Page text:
By: Brenda Neugent
If you’re concerned about your teen’s extra pounds, it might be a good idea to keep those concerns to yourself and enforce some healthier eating habits instead.
According to a new study, negative body image that develops as a teen may play a big role in adult obesity.
The 10-year study followed teens as they grew into young adults, and found that factors including body dissatisfaction, binge eating, and teasing from peers all led to an increase in rates of obesity years later.
The study, led by Virginia Quick, PhD, of the Eunice Kennedy Shriver National Institute of Health and Human Development in Bethesda, MD, surveyed 2,134 young people, first in 1998-1999, when they were an average age of 15, then 10 years later at age 25.
Researchers measured a wide variety of factors from the availability of health food to parental concern over weight issues and weight-related bullying.
At the beginning of the study, 25.1 percent of the girls and 25.9 percent of the boys were overweight (with a body mass index of 25 or more). A decade later, those numbers had increased to 47.5 and 56.1 percent, respectively.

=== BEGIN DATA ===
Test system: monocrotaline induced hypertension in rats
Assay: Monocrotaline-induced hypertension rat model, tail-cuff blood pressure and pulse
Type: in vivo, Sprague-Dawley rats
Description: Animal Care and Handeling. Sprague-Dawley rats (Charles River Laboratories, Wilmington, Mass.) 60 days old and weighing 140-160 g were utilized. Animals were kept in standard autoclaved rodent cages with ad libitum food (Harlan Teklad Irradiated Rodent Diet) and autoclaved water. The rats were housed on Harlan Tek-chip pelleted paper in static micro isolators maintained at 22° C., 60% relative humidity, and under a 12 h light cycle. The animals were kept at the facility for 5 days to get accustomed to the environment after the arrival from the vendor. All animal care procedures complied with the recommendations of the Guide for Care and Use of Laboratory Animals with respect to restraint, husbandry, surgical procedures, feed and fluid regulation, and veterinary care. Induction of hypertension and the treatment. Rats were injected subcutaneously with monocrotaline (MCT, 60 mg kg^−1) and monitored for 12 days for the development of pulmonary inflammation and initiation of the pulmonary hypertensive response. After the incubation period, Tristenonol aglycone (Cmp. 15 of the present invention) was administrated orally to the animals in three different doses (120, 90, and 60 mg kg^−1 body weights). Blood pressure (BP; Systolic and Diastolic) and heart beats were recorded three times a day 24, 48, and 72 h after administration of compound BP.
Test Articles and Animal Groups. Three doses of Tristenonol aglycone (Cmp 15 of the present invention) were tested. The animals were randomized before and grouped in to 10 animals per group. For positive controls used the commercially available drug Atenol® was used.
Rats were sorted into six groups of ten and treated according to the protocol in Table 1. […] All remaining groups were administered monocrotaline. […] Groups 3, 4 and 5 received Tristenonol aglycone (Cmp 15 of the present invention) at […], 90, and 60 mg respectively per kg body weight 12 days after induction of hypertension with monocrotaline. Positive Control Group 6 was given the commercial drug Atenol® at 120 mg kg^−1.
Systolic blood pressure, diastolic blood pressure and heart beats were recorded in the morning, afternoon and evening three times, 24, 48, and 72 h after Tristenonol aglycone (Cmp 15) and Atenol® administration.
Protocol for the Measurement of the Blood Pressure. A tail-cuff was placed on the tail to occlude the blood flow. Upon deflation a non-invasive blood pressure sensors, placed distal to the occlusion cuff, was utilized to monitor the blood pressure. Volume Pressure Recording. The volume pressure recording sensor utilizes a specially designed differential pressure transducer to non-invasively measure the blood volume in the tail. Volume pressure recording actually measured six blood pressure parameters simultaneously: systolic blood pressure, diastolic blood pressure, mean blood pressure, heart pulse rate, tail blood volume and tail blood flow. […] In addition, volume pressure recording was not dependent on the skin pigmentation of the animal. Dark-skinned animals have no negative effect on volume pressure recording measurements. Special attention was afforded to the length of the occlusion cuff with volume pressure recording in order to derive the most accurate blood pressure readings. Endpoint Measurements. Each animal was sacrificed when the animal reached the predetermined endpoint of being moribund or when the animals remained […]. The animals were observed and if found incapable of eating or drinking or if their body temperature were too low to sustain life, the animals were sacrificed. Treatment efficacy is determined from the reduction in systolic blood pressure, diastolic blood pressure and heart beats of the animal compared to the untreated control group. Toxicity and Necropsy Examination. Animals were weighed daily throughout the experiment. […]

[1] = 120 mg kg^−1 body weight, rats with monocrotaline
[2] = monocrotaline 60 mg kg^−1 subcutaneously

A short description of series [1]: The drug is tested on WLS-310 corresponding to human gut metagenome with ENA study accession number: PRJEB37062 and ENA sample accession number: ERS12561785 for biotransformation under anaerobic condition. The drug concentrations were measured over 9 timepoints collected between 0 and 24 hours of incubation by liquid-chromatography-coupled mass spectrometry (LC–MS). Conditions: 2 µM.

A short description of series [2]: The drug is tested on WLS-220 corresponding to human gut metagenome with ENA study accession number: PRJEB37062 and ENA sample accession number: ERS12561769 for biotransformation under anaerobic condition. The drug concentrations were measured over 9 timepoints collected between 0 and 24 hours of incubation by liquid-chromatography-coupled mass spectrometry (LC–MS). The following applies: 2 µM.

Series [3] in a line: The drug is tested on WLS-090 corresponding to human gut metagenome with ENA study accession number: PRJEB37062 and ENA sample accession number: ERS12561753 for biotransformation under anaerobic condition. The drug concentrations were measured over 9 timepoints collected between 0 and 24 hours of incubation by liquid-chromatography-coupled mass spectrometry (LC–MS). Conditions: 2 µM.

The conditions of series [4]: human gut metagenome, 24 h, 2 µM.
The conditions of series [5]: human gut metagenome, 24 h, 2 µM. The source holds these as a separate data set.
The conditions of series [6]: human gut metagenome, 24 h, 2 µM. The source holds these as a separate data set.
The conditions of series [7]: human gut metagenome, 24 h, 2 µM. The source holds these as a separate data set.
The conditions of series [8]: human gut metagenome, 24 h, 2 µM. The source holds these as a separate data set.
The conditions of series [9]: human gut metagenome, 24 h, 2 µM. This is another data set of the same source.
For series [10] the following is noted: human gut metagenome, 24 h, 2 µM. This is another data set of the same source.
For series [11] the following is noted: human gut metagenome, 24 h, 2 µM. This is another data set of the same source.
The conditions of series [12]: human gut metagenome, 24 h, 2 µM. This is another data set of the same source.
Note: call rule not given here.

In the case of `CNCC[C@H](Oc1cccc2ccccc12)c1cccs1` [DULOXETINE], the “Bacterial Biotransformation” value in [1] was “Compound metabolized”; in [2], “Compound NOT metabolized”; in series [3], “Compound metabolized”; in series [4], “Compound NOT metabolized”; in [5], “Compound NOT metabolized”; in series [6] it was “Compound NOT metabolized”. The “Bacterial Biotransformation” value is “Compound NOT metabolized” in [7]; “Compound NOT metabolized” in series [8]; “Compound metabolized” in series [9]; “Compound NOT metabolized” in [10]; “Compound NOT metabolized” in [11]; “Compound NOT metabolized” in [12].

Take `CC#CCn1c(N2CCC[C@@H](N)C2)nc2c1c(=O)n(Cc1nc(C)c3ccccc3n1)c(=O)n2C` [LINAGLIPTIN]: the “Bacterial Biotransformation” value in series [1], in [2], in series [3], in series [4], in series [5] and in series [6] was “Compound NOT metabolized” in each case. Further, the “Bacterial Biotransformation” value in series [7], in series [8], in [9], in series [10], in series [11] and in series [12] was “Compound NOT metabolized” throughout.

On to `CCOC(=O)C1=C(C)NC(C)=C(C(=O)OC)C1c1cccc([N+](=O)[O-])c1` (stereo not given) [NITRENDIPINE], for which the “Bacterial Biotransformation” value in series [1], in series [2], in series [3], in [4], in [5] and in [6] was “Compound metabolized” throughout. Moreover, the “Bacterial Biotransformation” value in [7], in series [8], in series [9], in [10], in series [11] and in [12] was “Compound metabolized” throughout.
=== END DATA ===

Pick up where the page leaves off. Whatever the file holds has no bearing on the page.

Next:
Of those who had not been overweight as adolescents, 34.2 percent of the women and 45.4 percent of the men had become overweight by the time of the follow-up survey.
Contributing factors, experts said, were weight-related teasing, poor body image, and poor food choices.
According to the authors, “Among females and males, higher levels of body dissatisfaction, weight concerns, unhealthy weight control behaviors, dieting, binge eating, weight-related teasing, and parental weight-related concerns and behaviors during adolescence, and/or increases in these factors over the 10-year study period predicted the incidence of overweight.”
However, those who reported higher levels of body image satisfaction during their teen years were less likely to be overweight as adults.
Researchers added that females who ate more whole grains along with a healthy breakfast and dinner were less likely to be overweight, suggesting the skipping meals could wreak havoc with metabolism and set the stage for unhealthy diet patterns.
The study was published March 25 in the International Journal of Behavioral Nutrition and Physical Activity.